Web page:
How To Use Twitter To Get Through To Customer Support In A Jiffy

NetEller LogoI have an online bank account with NetEller that I use for online stuff, much like PayPal etc., except that NetEller also offers you a prepaid MasterCard to use all over the world and in shops. Which is great!

But today I found out they had disabled my account (again!) to “protect my personal information”. I contacted their live chat and was told to provide a credit card statement, showing the credit card number that I’ve used to deposit money with. I explained them that I didn’t have such a statement and my kind of VISA card didn’t work like that, no seperate credit card statement and nothing with the credit card number on it – only bank account statements.

The live chat supporter wouldn’t have any of it and basically just told me to e-mail their Identity verification team with the information I had etc., so they could have a look at it. So I did my best to explain the situation and e-mailed them.

I wasn’t happy about the situation though. I had my online bank account with my money in it and I couldn’t get to it – just one small login screen away from me, which I could not pass!

twitter_logoThe Rescue

I just happened to know that NetEller had at least one Twitter account and it seemed to be pretty active, so I decided to give it a go and see what happened:

Freakin’ NetEller closed my damn account again to “protect my personal information”. Argh!

A few minutes later, this and this appeared in my twitter feed:

neteller_help @thuesen Hi, we’re here to help! Follow us and send us a DM and we’ll have things sorted out for you right away.

neteller_help @thuesen if you perfer, contact us by Live Chat and you’ll connect to an agent right away.

I wrote them back a DM asking for a phone call so I could explain better.

The Call

Just a few minutes later a woman from NetEller called me up – she just had a quick look at my account and was willing to let me explain in full what happened and what I could and could not do – without interrupting me (thank you!).

She asked me to forward the stuff I just sent to their Identity team and she would look at it immediately.

Less than 20 minutes after my initial Twitter message, my NetEller account was now open again – I was able to login, deposit etc.

That’s just amazing – and a big thanks to Jag, VIP Account Manager, from NetEller! I don’t know if Jag is her full first name – but if it is, that’s one very cool name!!

The Thanks

What else could I do than tweet my thank you to NetEller after it was sorted out right away. So I did, and it’s been RT’ed by two NetEller accounts so far: @neteller_help and @neteller.

Even though NetEller is a big company with many employees – it’s employees like Jag that makes you enjoy having an account with them and being a customer. She was not just one of those “sorry, no can do, send an e-mail to this and that”-kinda person. She took action and wasn’t afraid to deliver on her promise. I like that.

The Lesson

I guess the lesson to be learned from this experience is that sometimes you might get lucky and get a hold of somebody within a company that has the ability and authority to take action – and that person, in this case, just so happened to be on Twitter!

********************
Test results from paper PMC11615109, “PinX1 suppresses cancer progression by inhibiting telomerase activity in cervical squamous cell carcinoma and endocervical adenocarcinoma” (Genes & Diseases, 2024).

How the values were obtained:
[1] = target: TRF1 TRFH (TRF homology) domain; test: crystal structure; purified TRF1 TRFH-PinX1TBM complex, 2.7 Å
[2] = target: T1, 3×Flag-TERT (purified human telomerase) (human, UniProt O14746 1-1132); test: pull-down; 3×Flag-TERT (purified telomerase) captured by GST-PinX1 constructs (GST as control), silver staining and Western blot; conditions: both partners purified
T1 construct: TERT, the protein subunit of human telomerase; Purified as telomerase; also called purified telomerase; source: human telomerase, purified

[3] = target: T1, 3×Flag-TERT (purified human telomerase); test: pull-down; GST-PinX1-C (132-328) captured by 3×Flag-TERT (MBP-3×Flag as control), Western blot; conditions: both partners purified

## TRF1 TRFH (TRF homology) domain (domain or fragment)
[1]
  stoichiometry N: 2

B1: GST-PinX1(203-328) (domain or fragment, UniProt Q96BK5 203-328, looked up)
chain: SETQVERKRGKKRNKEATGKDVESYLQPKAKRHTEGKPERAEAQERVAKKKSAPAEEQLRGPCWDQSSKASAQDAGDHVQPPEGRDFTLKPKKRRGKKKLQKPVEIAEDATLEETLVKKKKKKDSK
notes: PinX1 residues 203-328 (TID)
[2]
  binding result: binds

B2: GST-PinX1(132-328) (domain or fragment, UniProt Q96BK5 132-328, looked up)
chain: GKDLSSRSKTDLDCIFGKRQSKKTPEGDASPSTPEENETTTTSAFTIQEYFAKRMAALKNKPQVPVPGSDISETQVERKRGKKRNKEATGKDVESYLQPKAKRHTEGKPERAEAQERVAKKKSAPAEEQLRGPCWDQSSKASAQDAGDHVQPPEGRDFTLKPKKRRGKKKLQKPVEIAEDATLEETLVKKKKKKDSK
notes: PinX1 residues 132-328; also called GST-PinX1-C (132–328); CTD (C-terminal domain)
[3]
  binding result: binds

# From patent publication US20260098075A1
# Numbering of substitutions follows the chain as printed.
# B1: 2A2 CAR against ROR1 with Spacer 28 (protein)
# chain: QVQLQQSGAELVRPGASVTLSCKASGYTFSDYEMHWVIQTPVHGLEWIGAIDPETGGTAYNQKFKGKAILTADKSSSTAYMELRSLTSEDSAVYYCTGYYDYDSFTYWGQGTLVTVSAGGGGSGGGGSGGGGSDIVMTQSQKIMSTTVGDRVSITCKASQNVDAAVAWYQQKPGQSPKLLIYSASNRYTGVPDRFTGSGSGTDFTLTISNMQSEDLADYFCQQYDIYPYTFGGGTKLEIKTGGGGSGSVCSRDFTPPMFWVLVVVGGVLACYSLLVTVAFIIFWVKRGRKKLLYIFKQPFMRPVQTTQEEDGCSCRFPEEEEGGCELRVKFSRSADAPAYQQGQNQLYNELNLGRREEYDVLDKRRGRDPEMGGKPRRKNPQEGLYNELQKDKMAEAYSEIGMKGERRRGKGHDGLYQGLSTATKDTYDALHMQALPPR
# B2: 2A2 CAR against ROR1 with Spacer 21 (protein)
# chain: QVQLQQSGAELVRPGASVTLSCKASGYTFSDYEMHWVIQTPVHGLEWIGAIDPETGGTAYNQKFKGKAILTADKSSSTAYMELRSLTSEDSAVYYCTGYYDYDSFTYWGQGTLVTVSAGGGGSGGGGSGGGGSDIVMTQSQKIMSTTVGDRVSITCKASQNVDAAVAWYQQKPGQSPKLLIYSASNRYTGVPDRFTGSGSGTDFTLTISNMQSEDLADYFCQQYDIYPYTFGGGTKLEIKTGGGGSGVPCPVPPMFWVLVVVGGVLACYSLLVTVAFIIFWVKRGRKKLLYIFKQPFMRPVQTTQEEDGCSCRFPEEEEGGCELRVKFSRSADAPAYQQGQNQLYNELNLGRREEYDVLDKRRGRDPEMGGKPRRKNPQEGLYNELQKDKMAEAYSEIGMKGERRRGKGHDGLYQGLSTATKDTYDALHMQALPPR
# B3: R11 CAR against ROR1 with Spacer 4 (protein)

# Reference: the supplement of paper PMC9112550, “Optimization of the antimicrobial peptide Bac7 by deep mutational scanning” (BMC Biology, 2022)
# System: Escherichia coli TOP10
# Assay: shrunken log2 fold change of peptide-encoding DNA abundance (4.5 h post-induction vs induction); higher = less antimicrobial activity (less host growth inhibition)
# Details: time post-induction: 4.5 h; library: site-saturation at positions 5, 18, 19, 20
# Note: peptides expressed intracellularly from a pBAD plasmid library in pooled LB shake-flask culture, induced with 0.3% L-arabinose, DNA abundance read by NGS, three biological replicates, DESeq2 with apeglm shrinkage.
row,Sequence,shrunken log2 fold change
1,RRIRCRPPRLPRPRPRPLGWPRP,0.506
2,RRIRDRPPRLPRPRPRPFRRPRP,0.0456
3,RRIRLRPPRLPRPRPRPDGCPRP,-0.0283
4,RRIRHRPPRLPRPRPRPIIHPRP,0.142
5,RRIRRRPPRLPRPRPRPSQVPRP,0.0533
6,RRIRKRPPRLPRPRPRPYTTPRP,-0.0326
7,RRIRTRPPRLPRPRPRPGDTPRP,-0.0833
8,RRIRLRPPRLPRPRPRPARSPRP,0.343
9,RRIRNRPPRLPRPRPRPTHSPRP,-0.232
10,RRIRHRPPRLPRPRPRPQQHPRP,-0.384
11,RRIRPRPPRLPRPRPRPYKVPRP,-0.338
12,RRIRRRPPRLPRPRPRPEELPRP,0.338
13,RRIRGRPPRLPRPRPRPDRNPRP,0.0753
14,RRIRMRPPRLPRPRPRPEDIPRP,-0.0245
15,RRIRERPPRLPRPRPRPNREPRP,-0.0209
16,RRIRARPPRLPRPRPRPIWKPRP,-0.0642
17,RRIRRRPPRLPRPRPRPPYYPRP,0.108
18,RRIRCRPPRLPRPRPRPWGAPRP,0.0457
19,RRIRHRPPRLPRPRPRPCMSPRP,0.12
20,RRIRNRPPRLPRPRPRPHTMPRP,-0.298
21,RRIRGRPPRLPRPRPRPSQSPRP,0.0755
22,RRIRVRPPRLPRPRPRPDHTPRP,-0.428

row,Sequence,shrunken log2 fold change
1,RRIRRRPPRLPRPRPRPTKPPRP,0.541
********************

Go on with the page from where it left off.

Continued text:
No matter what – this certainly was a pleasant experience on top of 2,5 hours worth of trouble with an ISP Customer Support earlier this evening.

What do you think, what is the lesson to be learned here and have you ever experienced anything similar? Sound off in the comments below, just a tiny bit further down your screen…

17 thoughts on “How To Use Twitter To Get Through To Customer Support In A Jiffy”

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  5. Twitter to the rescue ;D It’s so cool, congrats!!!!!!
    .-= Kiran´s last blog ..Beyonce’ “I am…” World Tour =-.

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  7. Twitter rocks. Its is better than emailing. Your message get to the reciever in an instant and get noticed.

    Thanks for sharing you experience.
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    • Not sure I would say it’s *better* than e-mail, cause it can cause a bit of trouble to include your personal details as well as your question/issue in just a 140 character tweet 😉

  8. Haha, lesson learned is don’t panic. If all avenues have been “used”, who are you going to call? “Twitter Busters”, lol.

    Now, seriously, my take is that it is more on NetEller’s side to learn a lesson here rather than anything else. They should have been able to help you out in the first place. My guess is that Twitter worked because you made it public and that SOS sign was all it needed to get the attention you deserved for being their client.
    .-= DiTesco´s last blog ..How To Become A Better Blogspot User? =-.

    • You’re right, I guess it’s because the live chat supporter does not have enough authority or something, maybe he just has to follow a certain set of rules from the playbook and then other teams take care of it from there.

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  10. These days, many companies use Twitter to reach their customers and it actually clicked well.
    .-= BlogrPro´s last blog ..Domain Registrars – A new threat to your domain name! =-.

  11. Thats a great success story with twitter, I have had the same success with Feedly. However I have had zero success with companies like Direct Tv and a few others, customer support these days at most levels is trash.
    .-= Extreme John´s last blog ..FTC Wants Twitter Users to Disclose Paid Tweets =-.

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